State’s egg farmers feeling the pinch
Commercial laying farms are cracking under pressure amid an egg shortage, according to a WA supplier who says high feed costs and low egg prices are scrambling the industry.
Perth egg baron Joe Sacca told Countryman the State’s egg producers were battling to break even under feed costs as high as $550/tonne on the back of the Eastern States drought.
Mr Sacca said the major supermarkets’ pricing war was driving prices down, and compared the egg sector’s situation to the dairy industry’s turmoil amid the global dairy oversupply in 2016.
“It could push a lot of small farmers out of the industry, similar to what did happen in the milk industry,” he said.
“I’m paying between $500/tonne to $550/tonne for feed, compared to last October when I was paying about $400/tonne — it’s hard to break even.”
Egg farmers aired grievances at a Commercial Egg Producers Association of WA event in Perth last month, attended by Australian Eggs managing director Rowan McMonnies.
Producers also raised concern that supermarkets’ egg shelves Statewide, including at Woolworths, had been noticeably bare.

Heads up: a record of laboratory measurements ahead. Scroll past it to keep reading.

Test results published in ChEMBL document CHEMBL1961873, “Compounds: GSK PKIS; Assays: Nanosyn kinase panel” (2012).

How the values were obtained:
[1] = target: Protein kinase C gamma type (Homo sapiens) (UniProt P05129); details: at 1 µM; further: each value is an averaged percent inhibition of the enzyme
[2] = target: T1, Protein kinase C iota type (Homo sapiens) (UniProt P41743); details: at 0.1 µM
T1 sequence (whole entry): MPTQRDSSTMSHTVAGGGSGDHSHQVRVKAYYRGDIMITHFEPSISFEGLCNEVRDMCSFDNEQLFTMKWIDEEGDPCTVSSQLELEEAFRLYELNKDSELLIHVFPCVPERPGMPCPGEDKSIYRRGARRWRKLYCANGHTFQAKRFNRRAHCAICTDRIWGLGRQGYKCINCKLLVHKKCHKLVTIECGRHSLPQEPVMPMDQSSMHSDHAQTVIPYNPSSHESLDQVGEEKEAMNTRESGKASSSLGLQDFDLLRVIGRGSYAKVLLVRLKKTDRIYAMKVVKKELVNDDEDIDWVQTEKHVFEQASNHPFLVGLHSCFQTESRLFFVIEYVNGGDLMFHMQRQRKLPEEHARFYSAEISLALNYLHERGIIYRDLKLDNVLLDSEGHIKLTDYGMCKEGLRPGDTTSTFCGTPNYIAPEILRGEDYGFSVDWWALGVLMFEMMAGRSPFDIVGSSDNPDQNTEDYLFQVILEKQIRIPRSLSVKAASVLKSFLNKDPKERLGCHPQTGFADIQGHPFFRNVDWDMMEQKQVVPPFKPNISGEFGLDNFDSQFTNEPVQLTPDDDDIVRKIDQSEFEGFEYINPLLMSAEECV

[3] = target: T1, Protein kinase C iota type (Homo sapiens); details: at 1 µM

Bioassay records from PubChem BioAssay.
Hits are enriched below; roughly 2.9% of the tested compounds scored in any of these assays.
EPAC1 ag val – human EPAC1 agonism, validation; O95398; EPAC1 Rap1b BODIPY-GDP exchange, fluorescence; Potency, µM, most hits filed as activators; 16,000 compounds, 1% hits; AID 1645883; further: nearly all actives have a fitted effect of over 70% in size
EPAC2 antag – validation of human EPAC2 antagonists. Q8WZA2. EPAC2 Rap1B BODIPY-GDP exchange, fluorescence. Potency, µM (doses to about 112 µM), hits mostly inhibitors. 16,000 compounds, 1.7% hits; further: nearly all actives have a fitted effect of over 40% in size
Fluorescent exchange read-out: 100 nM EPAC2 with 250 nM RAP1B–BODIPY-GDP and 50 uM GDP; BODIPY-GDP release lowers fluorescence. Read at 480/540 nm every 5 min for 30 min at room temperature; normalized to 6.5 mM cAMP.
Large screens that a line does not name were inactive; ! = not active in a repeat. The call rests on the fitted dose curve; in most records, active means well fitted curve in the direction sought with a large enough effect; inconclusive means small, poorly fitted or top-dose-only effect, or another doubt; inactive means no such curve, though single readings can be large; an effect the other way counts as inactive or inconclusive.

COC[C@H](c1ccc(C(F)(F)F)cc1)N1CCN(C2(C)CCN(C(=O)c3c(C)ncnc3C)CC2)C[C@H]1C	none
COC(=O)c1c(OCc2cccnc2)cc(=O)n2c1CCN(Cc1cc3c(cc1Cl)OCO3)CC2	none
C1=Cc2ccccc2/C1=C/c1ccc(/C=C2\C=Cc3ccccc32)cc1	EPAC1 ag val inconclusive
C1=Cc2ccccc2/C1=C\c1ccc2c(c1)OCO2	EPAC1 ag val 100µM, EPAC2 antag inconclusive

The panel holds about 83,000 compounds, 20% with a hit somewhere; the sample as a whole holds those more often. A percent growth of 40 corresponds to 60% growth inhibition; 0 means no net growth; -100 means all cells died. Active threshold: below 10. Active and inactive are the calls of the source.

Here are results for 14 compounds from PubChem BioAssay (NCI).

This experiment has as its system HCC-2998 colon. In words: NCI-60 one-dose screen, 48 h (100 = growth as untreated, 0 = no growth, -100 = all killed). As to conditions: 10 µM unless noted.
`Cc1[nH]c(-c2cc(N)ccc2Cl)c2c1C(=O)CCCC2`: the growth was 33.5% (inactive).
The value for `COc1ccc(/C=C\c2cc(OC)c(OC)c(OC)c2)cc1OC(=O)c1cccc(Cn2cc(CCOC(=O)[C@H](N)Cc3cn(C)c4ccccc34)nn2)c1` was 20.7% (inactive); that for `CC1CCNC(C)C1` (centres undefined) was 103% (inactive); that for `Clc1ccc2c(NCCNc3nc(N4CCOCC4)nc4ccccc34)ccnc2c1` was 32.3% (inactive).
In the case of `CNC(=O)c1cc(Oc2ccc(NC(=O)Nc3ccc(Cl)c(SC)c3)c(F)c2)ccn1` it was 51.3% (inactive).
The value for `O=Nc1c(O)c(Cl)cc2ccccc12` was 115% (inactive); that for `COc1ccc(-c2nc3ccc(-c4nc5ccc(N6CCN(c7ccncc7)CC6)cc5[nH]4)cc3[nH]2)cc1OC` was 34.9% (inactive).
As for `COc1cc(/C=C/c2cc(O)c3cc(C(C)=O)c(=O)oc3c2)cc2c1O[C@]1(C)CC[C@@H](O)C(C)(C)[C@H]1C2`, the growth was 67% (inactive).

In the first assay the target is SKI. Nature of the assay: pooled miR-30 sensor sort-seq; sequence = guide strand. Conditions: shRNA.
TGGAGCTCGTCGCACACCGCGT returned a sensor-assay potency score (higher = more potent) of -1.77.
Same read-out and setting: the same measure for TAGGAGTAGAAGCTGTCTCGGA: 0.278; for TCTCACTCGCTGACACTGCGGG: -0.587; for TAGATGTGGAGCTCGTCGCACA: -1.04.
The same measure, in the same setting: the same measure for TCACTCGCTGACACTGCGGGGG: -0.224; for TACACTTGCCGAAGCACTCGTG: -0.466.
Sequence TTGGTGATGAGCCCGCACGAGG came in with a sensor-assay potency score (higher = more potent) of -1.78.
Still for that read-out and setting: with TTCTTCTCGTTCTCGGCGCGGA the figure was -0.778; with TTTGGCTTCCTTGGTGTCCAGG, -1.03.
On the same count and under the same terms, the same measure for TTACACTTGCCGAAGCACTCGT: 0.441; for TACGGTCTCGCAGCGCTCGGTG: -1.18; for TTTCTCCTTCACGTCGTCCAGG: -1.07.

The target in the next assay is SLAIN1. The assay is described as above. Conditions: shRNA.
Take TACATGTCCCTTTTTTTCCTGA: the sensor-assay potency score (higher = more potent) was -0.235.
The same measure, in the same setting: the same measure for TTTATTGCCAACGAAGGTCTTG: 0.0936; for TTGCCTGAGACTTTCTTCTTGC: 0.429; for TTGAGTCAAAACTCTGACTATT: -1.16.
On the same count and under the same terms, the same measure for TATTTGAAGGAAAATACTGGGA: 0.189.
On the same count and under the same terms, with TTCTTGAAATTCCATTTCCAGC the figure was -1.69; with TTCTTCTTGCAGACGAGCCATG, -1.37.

It comes amid a tightening egg supply nationwide in the wake of a salmonella outbreak in the Eastern States earlier this year.
A Woolworths spokesman attributed the supermarket’s egg shortage to drought and high input costs affecting egg supply in WA and other States.
“We’re monitoring the situation closely with our egg suppliers and working hard to ensure our customers have continued access to high quality eggs at affordable prices,” he said.
In a statement to Countryman, Aldi also noted the drought had knocked the egg supply chain.
Mr Sacca has 100,000 laying hens producing up to 6000 dozen eggs weekly at his operation, Forrestdale Farm Fresh Eggs.
The egg farmer sells to select IGA stores, receiving about $2.65 per dozen for caged and cage-free eggs.
Mr Sacca said if the major supermarkets increased egg prices, it was likely smaller wholesalers would follow, in turn benefiting the industry.
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